Late Shoppers Push 2006 E-Tail Tally Over $100 Billion

E-tailers rode a strong holiday season to record-smashing sales for 2006, with revenue topping US$100 billion for the first time, according to the latest data from comScore Networks.

The report said retail spending reached $102.1 billion for all of 2006, a 24 percent increase over 2005 Web spending levels. Sales during the end-of-year holiday season were up 26 percent to $24.6 billion, the company said.

comScore’s data excludes travel spending, as well as money spent on online auctions and in large-scale corporate purchases. In 2005, spending was $82.3 billion for the full year and $19.6 billion for the holiday season, which spans about eight weeks at the end of the calendar year.

comScore Chairman Gian Fulgoni called 2006 “an exceptional year for online retailers.

“Growth remained very strong,” he added. “The online holiday shopping season of course played a vital role in the year’s success, as spending accelerated during the final two months of the year, helping push total online retail spending over the $100 billion threshold.”

12 Days of Christmas

comScore also reported that e-commerce spending topped $600 million on 12 separate days during the holiday stretch, double the number of days during 2005 that recorded more than $500 million in sales. No single day during 2005 reached the $600 million level of online spending.

In 2006, the busiest online shopping day was Wednesday, Dec. 13 — more than two weeks after the newly named Cyber Monday which now kicks off the holiday shopping season — when consumers spent $667 million online. Cyber Monday, when $607 million was brought in, ranked as the 12th busiest shopping day. The later peak in spending suggests consumer were confident about shipping dates being met when buying later in the season.

comScore said the largest surge in online buying came during the three weeks leading up to Christmas, when sales rose a full 45 percent compared to the previous year.

“Online consumers pushed their buying later than ever,” Fulgoni noted.

Meanwhile, all 12 of the $600-million-plus spending days during the holiday season came on weekdays, suggesting consumers continue to do the bulk of their online buying from their workplace Internet connections, despite the continued rise in home-based broadband.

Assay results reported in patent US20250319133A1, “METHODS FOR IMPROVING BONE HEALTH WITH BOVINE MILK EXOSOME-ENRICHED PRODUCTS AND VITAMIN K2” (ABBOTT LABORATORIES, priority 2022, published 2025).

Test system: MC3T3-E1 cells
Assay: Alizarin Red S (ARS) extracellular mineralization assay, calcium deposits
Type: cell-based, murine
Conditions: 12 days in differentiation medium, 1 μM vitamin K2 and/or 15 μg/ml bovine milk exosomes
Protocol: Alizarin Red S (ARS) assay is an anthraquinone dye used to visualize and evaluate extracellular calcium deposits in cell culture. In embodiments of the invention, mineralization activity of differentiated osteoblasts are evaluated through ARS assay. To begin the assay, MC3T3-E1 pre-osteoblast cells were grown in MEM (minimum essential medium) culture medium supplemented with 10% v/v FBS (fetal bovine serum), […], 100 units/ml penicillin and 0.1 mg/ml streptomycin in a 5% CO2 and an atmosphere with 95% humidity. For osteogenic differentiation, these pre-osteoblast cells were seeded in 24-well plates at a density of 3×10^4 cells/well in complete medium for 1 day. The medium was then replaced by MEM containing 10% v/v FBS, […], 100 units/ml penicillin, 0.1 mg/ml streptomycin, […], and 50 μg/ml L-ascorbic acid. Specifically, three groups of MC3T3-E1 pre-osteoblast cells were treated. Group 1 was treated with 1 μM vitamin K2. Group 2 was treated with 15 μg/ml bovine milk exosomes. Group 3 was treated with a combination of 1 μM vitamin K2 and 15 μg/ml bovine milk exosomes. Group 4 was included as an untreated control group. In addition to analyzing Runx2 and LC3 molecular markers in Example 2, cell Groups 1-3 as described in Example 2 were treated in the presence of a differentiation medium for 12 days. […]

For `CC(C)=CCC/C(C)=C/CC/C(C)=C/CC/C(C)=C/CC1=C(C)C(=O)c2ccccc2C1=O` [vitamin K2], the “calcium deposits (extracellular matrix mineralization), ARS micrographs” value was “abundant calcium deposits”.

Growth Train Rolls

There had been warning signs that the rate of e-commerce growth would naturally slow as the numbers being used for comparison grew so large as to make double-digit gains more difficult. Nonetheless, the data suggest that consumers continue to embrace the Web as a shopping venue based on convenience, the ability to comparison shop easily, and other attributes.

The strong e-tail numbers contrast more flaccid data that major retailers also released on Thursday. Wal-Mart and Target (NYSE: TGT) both issued relatively weak same-store sales reports, as did some major apparel clothing chains.

Looking forward, e-commerce companies and boosters may need to remove some roadblocks to allow more growth, however.

Gartner recently reported that as much as $2 billion in additional sales was likely lost during 2006 because of security concerns among consumers.

Adding security may be easier said than done, because such measures may impede the very thing that attracts shoppers, said Gartner analyst Avivah Litan.

“E-commerce service providers need to beef up security but they must be careful to keep the added measures relatively convenient,” Litan said.

She added that smart online retail outlets can find ways to boost consumer confidence without increasing overly burdensome security requirements, such as additional authentication. One example would be to add back-end fraud protections that would be invisible to online buyers.

Other areas can also be improved. For instance, some e-tailers — such as and — experienced Web site crashes and slowdowns during the holiday period, a landmine that is more evocative of the earliest days of e-commerce.

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